• Slowing down: how collaborative pairs support meaning making and the writing process in an elementary classroom

      Short, Kelsey; Martelle, Wendy; Siekmann, Sabine; Patterson, Leslie (2019-05)
      The teacher action research study was conducted within a third-grade classroom. The participants of the study were eight English Language learners who worked in pairs to write a retelling of a storybook. The need for this research developed from observations made by the classroom teacher focusing around the animated oral storytelling of her students and how that joy did not translate to writing. Data was collected in the forms of video and audio recordings, student samples and a research journal. The study attempted to discover what decisions students made as they focused on their written retelling in a collaborative pair. Increasing interaction between students became a main focus of the study and the ideas of sociocultural theory were the main themes that drove the analysis of this research. The study showed that students utilized a variety of mediational tools available to them as they made meaning and participated in collaborative dialogue. They also spent time supporting each other by utilizing those mediational tools to increase the success of their retelling, as well as by giving social support when their partner was flustered or overwhelmed.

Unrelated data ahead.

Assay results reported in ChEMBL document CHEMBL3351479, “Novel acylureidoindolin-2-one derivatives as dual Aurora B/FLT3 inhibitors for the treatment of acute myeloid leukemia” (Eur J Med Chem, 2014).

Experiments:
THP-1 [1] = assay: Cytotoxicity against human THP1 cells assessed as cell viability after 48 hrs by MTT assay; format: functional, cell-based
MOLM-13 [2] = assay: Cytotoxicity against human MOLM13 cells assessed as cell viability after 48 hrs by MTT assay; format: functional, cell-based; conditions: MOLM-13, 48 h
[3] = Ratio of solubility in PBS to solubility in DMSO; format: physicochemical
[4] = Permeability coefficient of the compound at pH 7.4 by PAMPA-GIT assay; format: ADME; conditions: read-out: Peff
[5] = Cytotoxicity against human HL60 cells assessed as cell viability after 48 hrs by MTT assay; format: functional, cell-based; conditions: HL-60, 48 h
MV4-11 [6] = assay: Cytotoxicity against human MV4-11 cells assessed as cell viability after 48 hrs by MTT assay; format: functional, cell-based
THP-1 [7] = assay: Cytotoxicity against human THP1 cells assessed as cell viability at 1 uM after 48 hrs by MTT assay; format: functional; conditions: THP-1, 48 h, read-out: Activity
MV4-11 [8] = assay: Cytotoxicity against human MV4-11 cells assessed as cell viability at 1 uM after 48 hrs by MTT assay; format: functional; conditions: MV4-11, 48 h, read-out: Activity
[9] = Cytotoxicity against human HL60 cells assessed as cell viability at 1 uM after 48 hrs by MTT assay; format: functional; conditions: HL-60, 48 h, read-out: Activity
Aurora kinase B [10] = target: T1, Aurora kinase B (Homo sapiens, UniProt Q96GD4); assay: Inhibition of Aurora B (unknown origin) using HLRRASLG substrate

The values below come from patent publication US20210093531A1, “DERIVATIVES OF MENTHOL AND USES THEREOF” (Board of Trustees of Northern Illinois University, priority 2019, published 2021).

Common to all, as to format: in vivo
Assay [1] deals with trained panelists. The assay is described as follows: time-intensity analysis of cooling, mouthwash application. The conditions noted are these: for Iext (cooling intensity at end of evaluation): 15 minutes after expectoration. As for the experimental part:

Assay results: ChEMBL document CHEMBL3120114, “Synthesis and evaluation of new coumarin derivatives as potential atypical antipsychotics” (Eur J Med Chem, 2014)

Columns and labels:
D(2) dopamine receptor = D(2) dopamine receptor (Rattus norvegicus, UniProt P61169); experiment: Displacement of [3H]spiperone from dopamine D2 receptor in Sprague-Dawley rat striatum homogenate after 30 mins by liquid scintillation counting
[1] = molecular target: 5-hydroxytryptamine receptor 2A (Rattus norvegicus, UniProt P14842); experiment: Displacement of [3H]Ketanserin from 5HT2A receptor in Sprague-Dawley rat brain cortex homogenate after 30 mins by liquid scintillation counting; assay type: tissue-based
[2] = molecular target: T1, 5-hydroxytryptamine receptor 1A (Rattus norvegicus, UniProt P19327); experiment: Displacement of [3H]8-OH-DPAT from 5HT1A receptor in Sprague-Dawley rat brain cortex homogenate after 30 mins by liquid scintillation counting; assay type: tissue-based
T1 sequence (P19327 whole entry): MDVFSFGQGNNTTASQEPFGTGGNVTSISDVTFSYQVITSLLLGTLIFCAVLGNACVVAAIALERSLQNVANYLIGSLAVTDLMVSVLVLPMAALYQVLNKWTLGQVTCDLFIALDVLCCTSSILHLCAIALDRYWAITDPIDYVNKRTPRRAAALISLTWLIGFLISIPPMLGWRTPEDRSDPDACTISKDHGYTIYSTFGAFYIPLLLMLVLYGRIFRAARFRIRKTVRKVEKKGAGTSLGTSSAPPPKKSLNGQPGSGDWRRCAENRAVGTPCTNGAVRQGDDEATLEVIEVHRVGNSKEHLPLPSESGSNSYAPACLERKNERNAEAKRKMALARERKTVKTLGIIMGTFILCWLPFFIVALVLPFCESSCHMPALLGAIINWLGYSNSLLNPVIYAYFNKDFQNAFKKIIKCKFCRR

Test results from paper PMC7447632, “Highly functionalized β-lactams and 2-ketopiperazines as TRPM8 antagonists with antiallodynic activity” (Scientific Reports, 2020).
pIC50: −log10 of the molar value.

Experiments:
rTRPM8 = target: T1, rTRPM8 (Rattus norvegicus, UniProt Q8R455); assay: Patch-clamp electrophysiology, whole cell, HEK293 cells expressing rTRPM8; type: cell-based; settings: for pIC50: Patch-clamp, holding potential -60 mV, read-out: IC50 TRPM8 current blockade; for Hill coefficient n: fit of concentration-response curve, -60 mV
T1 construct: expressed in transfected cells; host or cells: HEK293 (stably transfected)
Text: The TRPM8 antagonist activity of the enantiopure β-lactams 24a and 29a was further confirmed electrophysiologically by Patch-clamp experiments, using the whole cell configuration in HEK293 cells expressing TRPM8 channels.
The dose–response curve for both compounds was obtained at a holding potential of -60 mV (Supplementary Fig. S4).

• The suitcase project: a journey in multimodal reading of graphic novels with emergent bilingual fourth grade students

      Ashe, Kayla; Siekmann, Sabine; Martelle, Wendy; Patterson, Leslie (2019-05)
      This teacher action research focuses on how three fourth grade students interact and make meaning as they read the graphic novel, Amulet. While reading from the graphic novel, students engaged in the reading as design process to make meaning. These three students are Yup'ik students enrolled in a dual language school. Students interacted with peers and different modalities of meaning as they engaged in the meaning-making process. Data sources include a teacher research journal, audio recordings of readings and discussions, and students' reader response journals. Data analysis followed constructivist grounded theory. As there were various types of data collected and a multimodal text was used, multimodal data analysis was used to interpret the relationship across the various modes used in the study. Three main findings emerged from the data: 1. Vocabulary can be learned through multiple modes. 2. Students used words to mediate meaning socially and in a private manner. 3. Combined visuals and text support meaning making. These findings led to the conclusion that meaning making and research are both multimodal. The findings also reveal how emergent bilingual students were active meaning-makers and could read and respond to a graphic novel successfully. At times, writing prompts were used. While students designed meaning with multimodal texts, the writing prompts constricted their responses to certain topics, such as setting and characters, and did not allow for students to continue designing meaning in their own ways. Students were able to continue designing their own meaning when responding to the text in a natural, multimodal way without prompts constricting thoughts relating to the text.
    • Surviving Alaska

      Cowley, Natalie; Alexie, Oscar; Thorne, Steve; Marlow, Patrick; Siekmann, Sabine (2015-12)